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Fürstenberg

Fürstenberg Porcelain

The porcelain manufacturer Fürstenberg looks back on a long past full of tradition. Its history begins with a letter dated 11 January 1747 and an order by Duke Carl I of Braunschweig.

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The porcelain manufacture Fürstenberg looks back on a long past full of tradition.

18th century
On 11 January 1747, in a letter to his Master of the Hunt, Duke Carl I of Brunswick ordered that they should apply “all possible diligence and effort“ at the Fürstenberg hunting lodge to manufacture porcelain there.

1750 - Acceptable bisque was successfully fired for the first time from the three components of quartz, feldspar, and kaolin. In 1753, the duke decreed that the porcelain pieces should be imprinted with a blue “F.”

1757/58 - Fürstenberg becomes the artistic mecca of its time. A second facility was opened in 1756 for coloured paintwork in Brunswick. It succeeded in engaging famous painters such as Pascha J.F. Weitsch who characterized the contemporary art scene. Around 1780, Fürstenberg vases and potpourris were true best sellers.

As the only manufactory, in addition to KPM, Fürstenberg was allowed to operate a sales office in Berlin, despite the import ban on "foreign" porcelain to Prussia. The Frenchman Louis Victor Gerverot, who henceforth took over the management of the factory bought "red wine, butter, and cheese for all the workers" in 1797.

During the “French era,” Fürstenberg became a “manufacture royale.” 19th

century From 1840 to 1850, a comprehensive collection of collectable cups was developed; old forms were maintained and new ones develop.

In 1859, the duke’s factory was leased to private individuals, and was finally converted in 1888 into a stock corporation 20th

century 1904 - the factory introduced, for the first time, a service series, with tableware, coffee, and tea sets were designed in the same model.

The demand for "Fürstenberg art,” increased resulting in the the establishment of an external painting facility in Dresden in 1906. A flood in 1923 ruined the kilns and destroyed many tons of briquettes.

The production was restricted significantly.

With inflation, the sales collapsed so far that the porcelain factory had to close temporarily in 1926.

With rising export figures, particularly in the United States (including to Tiffany), the losses could be compensated somewhat at the end of the twenties. Specialities of the factory included accessories in the Art Déco style vases, boxes, writing utensils, etc.

In the 1930s, the Fürstenberg porcelain factory was among the few manufactories that consistently implemented a radical break in design towards substantive functionality in particular in the design of their porcelain. The "Form 639" by Wilhelm Wagenfeld was recognised in 1937 at the Paris World Exhibition with a gold medal.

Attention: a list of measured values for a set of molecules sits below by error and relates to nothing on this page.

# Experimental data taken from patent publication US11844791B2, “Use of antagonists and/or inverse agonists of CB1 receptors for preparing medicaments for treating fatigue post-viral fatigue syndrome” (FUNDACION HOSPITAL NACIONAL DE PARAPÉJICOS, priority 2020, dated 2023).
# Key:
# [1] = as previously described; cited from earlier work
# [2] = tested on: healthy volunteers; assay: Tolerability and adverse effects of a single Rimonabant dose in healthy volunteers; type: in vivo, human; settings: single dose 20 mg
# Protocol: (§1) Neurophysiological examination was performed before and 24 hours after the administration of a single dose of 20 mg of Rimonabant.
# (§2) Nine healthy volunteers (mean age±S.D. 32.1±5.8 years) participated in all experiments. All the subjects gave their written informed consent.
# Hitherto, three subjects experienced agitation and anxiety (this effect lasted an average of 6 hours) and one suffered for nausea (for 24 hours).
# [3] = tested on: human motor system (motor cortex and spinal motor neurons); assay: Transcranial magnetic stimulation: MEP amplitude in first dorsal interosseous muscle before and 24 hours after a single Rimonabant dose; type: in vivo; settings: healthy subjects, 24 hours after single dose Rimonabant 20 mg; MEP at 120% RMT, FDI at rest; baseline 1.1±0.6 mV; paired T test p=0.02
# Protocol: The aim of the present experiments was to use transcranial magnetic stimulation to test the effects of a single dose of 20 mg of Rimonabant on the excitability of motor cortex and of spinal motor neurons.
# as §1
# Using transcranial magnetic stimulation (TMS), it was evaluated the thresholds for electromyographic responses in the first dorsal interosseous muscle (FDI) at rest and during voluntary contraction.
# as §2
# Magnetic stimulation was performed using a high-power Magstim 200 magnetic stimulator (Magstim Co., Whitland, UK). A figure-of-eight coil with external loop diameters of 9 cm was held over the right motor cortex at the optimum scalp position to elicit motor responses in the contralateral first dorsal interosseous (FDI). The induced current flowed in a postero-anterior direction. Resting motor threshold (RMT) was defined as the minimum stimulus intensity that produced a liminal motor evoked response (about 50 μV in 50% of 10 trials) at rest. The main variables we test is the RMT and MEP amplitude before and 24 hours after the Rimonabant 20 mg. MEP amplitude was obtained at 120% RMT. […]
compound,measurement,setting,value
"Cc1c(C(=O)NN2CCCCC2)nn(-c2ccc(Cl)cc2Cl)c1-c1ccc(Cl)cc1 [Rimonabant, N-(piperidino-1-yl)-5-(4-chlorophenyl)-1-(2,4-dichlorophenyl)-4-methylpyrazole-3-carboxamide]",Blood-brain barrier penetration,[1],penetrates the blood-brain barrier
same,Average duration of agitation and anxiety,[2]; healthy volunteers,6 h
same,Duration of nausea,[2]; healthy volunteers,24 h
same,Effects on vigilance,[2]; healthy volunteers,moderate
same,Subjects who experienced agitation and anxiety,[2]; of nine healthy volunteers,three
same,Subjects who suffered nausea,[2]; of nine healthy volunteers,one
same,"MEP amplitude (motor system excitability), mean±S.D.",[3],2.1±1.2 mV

At the same time, two vases according to designs of the ceramist Siegfried Möller were accepted in the collection of the "deutsche Warenkunde." The post-war period ensured a long-lasting boom.

People had enormous pent-up demand and the "white gold" became more and more popular. Fürstenberg took the leap into modernity with its move towards new objectivity. Today

Fürstenberg wins the tender for the official gift of the Expo 2000. The country representatives will receive an Expo Bowl and leave their handprint in porcelain at the "Wall of Fame," which is currently on display at the museum in the Fürstenberg castle.

2003 is a year of prizes: the five-part QI set of bowls by the Korean, Kap-Sun Hwang, received the "red dot: best of the best" for highest design quality.

In addition, the gift article series TWIST won the “Design Plus Award 2003.” In 2004, the two-volume history "the Porcelain Manufacturer Fürstenberg" by the former curator Dr. Beatrix Freifrau von Wolff Metternich was published.

In 2006, it cooperated with Sieger design and developed the brand Sieger by Fürstenberg. At the same time, a realignment of the traditional brand took place, which manifested itself in the modernisation of product lines and a redesign of the corporate identity. On the occasion of 260-year anniversary in 2007, Fürstenberg relaunched the 1952 service "Fürstin" though a perfect shape, extraordinary, delicate shards, pure white, and decors, accents in tableware design. The Italian architect Carlo Dal Bianco created a new form in 2009 that combines classic elements with contemporary influences. The decors of Oro and Este, as well as arts in purist white can be combined as needed. Luxurious, modern, internationally-oriented - this is how the porcelain manufacturer Fürstenberg presented itself at the beginning of its anniversary year in 2010 “300 years of European porcelain.”

Website of Fürstenberg Porcelain


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